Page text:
In last few months I have been listening to SharePoint Podshow, a podcast show about SharePoint and related technologies. Show is hosted by Nick Swan, Brett Lonsdale and Rob Foster. Show delivers interesting information about SharePoint, ISV products and interviews with key people from SharePoint community.

In episode #15 guys discussed results of a survey that was conducted by Lightning Tools (authors of a number of very good and useful tools and web parts for SharePoint). You can check the results here.

I was not surprised  by the results on the following question, as I already blogged about it, and presented results of a survey made by Forrester Research:

What version of Microsoft Office is your organization running?

As survey shows there is a huge number of companies still using Office 2003 .

So, do we have a problem here? I think we do. Most enterprise clients I work with are still using Office 2003 and they do not have any plans to upgrade it to Office 2007 (let alone Vista :)). As Office 14 release is approaching I do not know what to think… enterprise market obviously found Office 2003 to be reliable enough and they do not have any intention to spend millions of [put your currency here] to upgrade their hardware, software and to educate their people to use the new tools.

How can I train my people to handle all these clients with different versions of Microsoft infrastructure? We have a small number of users still using SharePoint 2003 and majority of them on SharePoint 2007. But I am wondering do I need supermen? How can a single developer/system engineer/consultant handle tree different versions 2003/2007/v14 at the same time… Am I the only one who thinks Microsoft is rushing ahead at speed of light and market just cannot follow it?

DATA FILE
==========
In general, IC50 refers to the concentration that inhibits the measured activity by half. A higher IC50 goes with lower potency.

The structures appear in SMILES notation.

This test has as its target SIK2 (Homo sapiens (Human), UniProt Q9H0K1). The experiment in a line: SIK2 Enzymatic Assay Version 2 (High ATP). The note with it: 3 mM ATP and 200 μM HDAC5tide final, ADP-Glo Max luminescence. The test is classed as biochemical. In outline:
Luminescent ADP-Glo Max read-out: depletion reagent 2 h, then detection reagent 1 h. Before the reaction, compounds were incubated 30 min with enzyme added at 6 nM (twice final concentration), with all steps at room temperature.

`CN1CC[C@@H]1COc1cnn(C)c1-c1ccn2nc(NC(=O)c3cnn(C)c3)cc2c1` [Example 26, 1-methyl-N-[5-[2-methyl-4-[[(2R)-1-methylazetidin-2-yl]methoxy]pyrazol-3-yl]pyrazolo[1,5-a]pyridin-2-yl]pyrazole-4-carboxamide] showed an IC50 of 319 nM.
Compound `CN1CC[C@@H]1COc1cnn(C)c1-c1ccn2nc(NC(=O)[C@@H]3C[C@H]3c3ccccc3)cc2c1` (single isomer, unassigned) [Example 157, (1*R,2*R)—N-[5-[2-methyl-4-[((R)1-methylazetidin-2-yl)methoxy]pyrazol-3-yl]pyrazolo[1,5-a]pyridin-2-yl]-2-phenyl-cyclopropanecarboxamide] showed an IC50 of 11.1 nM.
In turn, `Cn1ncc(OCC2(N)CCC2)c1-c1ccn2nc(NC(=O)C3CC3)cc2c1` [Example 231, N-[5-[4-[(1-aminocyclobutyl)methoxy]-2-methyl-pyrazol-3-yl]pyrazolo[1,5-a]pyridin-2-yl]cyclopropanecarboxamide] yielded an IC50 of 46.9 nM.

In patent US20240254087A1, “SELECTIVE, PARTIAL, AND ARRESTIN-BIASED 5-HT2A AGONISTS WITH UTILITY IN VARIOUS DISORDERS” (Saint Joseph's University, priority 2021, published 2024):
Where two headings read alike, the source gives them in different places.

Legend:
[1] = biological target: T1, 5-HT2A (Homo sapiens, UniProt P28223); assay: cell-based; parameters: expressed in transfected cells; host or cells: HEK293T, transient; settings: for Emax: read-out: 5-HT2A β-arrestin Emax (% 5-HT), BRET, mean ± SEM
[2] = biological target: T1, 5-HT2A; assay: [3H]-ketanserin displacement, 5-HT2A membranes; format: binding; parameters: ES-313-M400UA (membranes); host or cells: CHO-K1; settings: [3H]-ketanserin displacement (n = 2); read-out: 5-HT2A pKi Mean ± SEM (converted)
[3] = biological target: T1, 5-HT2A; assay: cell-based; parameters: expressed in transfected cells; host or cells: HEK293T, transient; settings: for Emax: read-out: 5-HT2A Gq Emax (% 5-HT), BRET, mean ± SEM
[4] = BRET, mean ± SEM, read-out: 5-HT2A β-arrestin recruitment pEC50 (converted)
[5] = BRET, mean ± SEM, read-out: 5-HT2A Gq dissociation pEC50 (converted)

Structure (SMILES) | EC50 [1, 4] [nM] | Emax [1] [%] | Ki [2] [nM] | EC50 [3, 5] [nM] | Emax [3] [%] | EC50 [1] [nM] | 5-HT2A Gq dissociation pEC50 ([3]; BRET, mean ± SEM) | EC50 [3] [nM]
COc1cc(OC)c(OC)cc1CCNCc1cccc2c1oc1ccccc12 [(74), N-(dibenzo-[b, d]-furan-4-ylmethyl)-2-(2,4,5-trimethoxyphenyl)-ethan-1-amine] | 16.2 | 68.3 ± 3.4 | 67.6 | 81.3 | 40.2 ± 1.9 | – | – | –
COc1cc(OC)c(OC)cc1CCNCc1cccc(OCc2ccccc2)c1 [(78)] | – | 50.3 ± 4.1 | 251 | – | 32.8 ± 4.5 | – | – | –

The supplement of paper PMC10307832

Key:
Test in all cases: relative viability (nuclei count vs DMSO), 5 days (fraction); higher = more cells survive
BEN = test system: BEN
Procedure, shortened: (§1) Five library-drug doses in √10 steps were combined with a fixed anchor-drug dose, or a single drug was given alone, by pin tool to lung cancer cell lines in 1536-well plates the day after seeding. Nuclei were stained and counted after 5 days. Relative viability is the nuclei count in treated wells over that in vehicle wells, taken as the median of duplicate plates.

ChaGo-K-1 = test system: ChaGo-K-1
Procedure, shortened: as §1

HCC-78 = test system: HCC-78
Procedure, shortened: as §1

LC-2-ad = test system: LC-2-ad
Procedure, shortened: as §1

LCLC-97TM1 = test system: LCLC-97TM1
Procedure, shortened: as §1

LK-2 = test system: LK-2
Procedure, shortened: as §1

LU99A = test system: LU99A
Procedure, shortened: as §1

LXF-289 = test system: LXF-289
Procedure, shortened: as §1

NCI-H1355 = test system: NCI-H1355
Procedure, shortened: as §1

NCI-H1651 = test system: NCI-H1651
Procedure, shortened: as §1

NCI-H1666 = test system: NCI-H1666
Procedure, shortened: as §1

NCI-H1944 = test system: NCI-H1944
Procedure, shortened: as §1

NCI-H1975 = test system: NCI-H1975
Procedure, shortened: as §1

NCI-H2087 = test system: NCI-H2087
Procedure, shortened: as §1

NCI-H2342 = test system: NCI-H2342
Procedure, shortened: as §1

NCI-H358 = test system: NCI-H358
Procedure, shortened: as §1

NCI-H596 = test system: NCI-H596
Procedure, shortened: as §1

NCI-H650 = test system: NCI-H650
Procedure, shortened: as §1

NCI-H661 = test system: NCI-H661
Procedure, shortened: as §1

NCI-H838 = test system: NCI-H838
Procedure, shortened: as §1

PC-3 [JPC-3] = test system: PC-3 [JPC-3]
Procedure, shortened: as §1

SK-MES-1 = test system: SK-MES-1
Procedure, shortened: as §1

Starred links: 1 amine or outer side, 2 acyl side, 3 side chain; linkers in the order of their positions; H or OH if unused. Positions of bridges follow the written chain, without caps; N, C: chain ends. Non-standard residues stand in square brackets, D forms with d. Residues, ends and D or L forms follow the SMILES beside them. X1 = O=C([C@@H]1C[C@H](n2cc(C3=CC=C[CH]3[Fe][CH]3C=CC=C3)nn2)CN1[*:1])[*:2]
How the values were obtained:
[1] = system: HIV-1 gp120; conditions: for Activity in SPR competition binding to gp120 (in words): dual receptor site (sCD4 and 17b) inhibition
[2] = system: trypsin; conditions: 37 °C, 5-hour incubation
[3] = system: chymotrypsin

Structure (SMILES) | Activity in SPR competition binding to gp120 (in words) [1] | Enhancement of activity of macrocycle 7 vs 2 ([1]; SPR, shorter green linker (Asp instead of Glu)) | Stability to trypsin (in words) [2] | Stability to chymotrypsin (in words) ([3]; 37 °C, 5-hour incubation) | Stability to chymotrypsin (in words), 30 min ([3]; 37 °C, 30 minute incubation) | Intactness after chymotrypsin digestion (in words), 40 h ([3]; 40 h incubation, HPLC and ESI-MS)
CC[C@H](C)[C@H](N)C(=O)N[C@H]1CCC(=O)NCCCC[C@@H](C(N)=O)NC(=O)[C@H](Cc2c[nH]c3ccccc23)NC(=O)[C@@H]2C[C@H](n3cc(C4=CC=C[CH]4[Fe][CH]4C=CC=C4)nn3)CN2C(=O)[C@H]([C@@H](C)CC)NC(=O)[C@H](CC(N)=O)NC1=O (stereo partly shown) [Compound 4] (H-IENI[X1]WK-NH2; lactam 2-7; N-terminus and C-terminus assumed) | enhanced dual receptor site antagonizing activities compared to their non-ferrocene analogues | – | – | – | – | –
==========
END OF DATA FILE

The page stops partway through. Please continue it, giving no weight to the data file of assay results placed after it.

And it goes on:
What do you think?

2 Comments

  1. Mike Walsh Says

    Toni,

    >Am I the only one who thinks Microsoft is rushing ahead at speed of light and market just cannot follow it?

    There’s nothing new here. I’ve worked in the computer industry for 40 years and with micros since the days of the IBM PC and this has *always* been the situation.

    The difference is just that the tempo has been turned up a bit since the mainframe days.

    However I don’t think the tempo today is any faster than it was, say, five years ago.

    What’s a bigger problem, is your point about users not keeping up-to-date and leaving us with several different versions of SharePoint to support (bad enough – I get confused about what is in one version and what is in the next; not to mention when they change the name of something in the product between one version and the next) and especially by not upgrading their Operating systems (if you think Vista is bad try Windows 2K with SharePoint) and Office systems (and it wouldn’t be so had if there was only Office 2003 and Office 2007 out there although that is bad enough).

    Mike

  2. Toni Says

    @Mike: I am “happy” to hear you are facing same problems as I do…

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